"Federal judges," he said, "have the duty to interpret the Constitution and the laws faithfully and fairly, to protect the constitutional rights of all Americans and to do these things with care and with restraint, always keeping in mind the limited role that the courts play in our constitutional system."

Because we all know that the executive branch is more equal than the others.

Dumb Question 9: Is there any light at the end of this very long tunnel?

Alito wrote a ruling upholding a city-sponsored holiday display in Jersey City that included a creche and menorah as well as secular symbols such as Frosty the Snowman. He struck down a Newark Police Department policy forbidding officers to wear beards after two Muslims complained that it violated their religious rights.

Dumb Question 10: Okay, what's the "but"?

Perhaps his most famous opinion came in the case of Planned Parenthood v. Casey , when in dissent he voted to uphold part of a Pennsylvania law requiring a woman to notify her husband before obtaining an abortion. [...]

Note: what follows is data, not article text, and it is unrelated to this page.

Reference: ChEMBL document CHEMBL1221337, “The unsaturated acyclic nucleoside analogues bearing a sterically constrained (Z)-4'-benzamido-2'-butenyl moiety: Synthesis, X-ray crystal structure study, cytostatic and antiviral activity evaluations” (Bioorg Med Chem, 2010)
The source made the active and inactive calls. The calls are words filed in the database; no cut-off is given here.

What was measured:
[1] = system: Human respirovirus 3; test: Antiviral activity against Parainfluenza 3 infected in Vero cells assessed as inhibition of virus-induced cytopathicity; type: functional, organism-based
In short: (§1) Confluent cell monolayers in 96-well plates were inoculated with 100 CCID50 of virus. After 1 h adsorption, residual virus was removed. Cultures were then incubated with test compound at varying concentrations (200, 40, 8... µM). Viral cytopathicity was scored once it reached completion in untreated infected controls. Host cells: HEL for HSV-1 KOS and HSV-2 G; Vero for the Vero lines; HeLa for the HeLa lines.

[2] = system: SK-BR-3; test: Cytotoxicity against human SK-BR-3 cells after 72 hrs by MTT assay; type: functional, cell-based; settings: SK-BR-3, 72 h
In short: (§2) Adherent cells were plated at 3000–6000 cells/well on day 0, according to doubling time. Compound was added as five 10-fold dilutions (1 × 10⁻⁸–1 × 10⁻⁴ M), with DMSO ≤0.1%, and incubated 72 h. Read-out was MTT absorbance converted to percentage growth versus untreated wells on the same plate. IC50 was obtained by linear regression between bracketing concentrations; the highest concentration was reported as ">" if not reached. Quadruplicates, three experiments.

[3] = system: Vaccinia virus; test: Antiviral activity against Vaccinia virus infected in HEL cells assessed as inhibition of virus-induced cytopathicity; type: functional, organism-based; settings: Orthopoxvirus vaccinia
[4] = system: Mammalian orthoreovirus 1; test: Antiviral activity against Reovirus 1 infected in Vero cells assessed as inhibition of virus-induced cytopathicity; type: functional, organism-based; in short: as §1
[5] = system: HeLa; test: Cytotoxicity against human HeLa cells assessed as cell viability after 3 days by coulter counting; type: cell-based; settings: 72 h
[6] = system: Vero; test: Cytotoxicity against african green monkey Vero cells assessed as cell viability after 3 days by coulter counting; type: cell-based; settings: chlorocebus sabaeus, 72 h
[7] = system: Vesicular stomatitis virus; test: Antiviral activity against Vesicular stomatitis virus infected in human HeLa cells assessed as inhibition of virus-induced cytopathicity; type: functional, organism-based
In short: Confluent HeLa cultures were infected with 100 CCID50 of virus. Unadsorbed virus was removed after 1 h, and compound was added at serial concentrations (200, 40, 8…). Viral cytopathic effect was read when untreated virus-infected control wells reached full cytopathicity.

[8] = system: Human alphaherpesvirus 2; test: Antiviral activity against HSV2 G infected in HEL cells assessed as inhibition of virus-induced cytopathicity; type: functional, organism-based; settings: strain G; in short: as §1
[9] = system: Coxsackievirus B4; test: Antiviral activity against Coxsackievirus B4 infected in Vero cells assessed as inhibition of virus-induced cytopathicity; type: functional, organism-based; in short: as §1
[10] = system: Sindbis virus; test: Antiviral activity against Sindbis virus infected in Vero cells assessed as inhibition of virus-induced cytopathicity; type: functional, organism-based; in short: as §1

He argued that Congress did not have the power to ban the intrastate sale of machine guns. In a variety of other cases, he showed skepticism of court intervention in discrimination claims. [...]

Since Alito has expressed opinions on "every hot-button issue" in American society, Sekulow added, "you've got to prepare for a slugfest."

There are more "buts" than a Sir Mix-A-Lot video.

Dumb Question 11: Does Alito have sufficient qualifications to be a true business criminal?

Alito, along with two other judges, threw out a lawsuit against Vanguard Group while having invested hundreds of thousands of dollars in Vanguard mutual funds. Alito rejected an accusation of conflict of interest, but the case was reheard by another panel.